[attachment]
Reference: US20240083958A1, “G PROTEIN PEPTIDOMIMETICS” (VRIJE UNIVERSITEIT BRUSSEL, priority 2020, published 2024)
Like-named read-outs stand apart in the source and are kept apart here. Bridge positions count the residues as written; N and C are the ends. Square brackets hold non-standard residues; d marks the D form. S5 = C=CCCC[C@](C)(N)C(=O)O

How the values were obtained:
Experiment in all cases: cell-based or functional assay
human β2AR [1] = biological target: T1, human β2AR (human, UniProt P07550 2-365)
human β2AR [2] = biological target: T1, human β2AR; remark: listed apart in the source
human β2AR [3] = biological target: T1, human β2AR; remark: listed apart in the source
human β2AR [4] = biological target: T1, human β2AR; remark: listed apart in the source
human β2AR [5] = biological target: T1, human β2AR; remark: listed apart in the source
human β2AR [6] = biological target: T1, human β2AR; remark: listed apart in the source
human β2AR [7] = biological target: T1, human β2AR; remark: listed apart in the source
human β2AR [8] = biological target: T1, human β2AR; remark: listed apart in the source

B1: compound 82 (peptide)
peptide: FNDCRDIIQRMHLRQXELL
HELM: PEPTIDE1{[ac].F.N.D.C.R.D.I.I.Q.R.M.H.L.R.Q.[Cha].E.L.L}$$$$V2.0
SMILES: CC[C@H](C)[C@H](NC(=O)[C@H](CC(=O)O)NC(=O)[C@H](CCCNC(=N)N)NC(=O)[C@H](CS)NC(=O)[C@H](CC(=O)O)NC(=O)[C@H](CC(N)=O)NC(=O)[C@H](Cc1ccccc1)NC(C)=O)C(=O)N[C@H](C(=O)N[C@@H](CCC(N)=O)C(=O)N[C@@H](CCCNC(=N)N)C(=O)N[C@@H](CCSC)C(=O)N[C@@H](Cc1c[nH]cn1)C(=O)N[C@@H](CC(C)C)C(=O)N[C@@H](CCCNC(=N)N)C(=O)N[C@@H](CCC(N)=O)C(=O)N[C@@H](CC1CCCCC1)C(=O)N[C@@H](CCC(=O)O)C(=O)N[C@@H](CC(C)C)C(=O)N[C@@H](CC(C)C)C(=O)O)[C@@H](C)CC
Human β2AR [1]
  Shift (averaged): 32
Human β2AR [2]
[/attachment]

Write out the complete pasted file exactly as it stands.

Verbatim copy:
Reference: US20240083958A1, “G PROTEIN PEPTIDOMIMETICS” (VRIJE UNIVERSITEIT BRUSSEL, priority 2020, published 2024)
Like-named read-outs stand apart in the source and are kept apart here. Bridge positions count the residues as written; N and C are the ends. Square brackets hold non-standard residues; d marks the D form. S5 = C=CCCC[C@](C)(N)C(=O)O

How the values were obtained:
Experiment in all cases: cell-based or functional assay
human β2AR [1] = biological target: T1, human β2AR (human, UniProt P07550 2-365)
human β2AR [2] = biological target: T1, human β2AR; remark: listed apart in the source
human β2AR [3] = biological target: T1, human β2AR; remark: listed apart in the source
human β2AR [4] = biological target: T1, human β2AR; remark: listed apart in the source
human β2AR [5] = biological target: T1, human β2AR; remark: listed apart in the source
human β2AR [6] = biological target: T1, human β2AR; remark: listed apart in the source
human β2AR [7] = biological target: T1, human β2AR; remark: listed apart in the source
human β2AR [8] = biological target: T1, human β2AR; remark: listed apart in the source

B1: compound 82 (peptide)
peptide: FNDCRDIIQRMHLRQXELL
HELM: PEPTIDE1{[ac].F.N.D.C.R.D.I.I.Q.R.M.H.L.R.Q.[Cha].E.L.L}$$$$V2.0
SMILES: CC[C@H](C)[C@H](NC(=O)[C@H](CC(=O)O)NC(=O)[C@H](CCCNC(=N)N)NC(=O)[C@H](CS)NC(=O)[C@H](CC(=O)O)NC(=O)[C@H](CC(N)=O)NC(=O)[C@H](Cc1ccccc1)NC(C)=O)C(=O)N[C@H](C(=O)N[C@@H](CCC(N)=O)C(=O)N[C@@H](CCCNC(=N)N)C(=O)N[C@@H](CCSC)C(=O)N[C@@H](Cc1c[nH]cn1)C(=O)N[C@@H](CC(C)C)C(=O)N[C@@H](CCCNC(=N)N)C(=O)N[C@@H](CCC(N)=O)C(=O)N[C@@H](CC1CCCCC1)C(=O)N[C@@H](CCC(=O)O)C(=O)N[C@@H](CC(C)C)C(=O)N[C@@H](CC(C)C)C(=O)O)[C@@H](C)CC
Human β2AR [1]
  Shift (averaged): 32
Human β2AR [2]